Built To Spill songs that reference other songsBuilt To Spill – “You Were Right”

from Keep It Like a Secret (1999; Warner Bros.)

If we’re keeping stats, I’m pretty sure this track wins this list for having the most references to different songs. Doug Martsch’s mordant piece of music criticism quotes a grand total ten works, all of them classic rock staples with national sentiments: “You were right when you said all we are is dust in the wind/You were right when you said we’re all just bricks in the wall… You were right when you said you can’t always get what you want/You were right when you said it’s a hard rain gonna fall.” But the chorus flips in a challenge to the position of Bob Marley’s “Three Little Birds”: “You were wrong when you said everything’s gonna be alright.” Martsch’s argument is clear but clever, sizing up the weightless, feel-good spirit of Marley’s crowd pleaser with the scenes of struggle of his rockier counterparts. It’s the kind of self-referencing music analysis that was a little in vogue in the 1990s (compare Pavement’s “Cut Your Hair” and the alleged construct of Liz Phair’s Exile in Guyville), and certainly the kind of argument Martsch would contemplate. There are, ultimately, no questions that can be answered by pop music alone. You might have to whip out the I Ching as well. – PP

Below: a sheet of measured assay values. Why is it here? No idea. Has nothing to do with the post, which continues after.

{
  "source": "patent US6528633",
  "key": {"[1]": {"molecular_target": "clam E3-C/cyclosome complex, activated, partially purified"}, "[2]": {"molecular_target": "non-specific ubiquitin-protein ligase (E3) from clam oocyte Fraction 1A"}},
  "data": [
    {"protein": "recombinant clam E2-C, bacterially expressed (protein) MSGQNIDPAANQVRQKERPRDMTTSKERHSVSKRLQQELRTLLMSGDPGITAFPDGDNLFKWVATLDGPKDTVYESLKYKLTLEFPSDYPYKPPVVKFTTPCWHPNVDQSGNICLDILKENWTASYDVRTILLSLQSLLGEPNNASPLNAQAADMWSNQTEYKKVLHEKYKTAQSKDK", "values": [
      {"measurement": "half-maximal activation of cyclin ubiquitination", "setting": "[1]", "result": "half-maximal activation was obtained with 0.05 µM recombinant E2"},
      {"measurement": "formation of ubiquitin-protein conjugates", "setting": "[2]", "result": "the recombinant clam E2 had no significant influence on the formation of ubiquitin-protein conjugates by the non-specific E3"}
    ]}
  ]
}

songs that reference other songs Jimmy Eat WorldJimmy Eat World – “A Praise Chorus”

from Bleed American (2001; Dreamworks)

I once saw Jimmy Eat World’s frontman Jim Adkins play an acoustic set in a club that was about one-third covers, including songs by Rihanna and Cyndi Lauper. Anyone who knows their way around the Jimmy Eat World catalog probably wasn’t surprised by this—the band goes out of their way to show affection to the artists who influenced them, particularly on songs like “Authority Song” and this, a kind of love song to music itself. When Adkins sings “All I need is to hear a song I know” during the driving, earnest chorus, it’s a foreshadowing of the sing-along to come, though Adkins passes the mic to The Promise Ring’s Davey Von Bohlen to tackle the Jimmy-on-45 parade of hits: “Crimson and Clover” (Tommy James and the Shondells), “Our House” (Madness), “Kick Star My Heart” (Motley Crüe), “Rock ‘n’ Roll Fantasy” (Bad Company) and, in the best moment of I-see-what-you-did-there self-reference, The Promise Ring’s “Why Did We Ever Meet.” – JT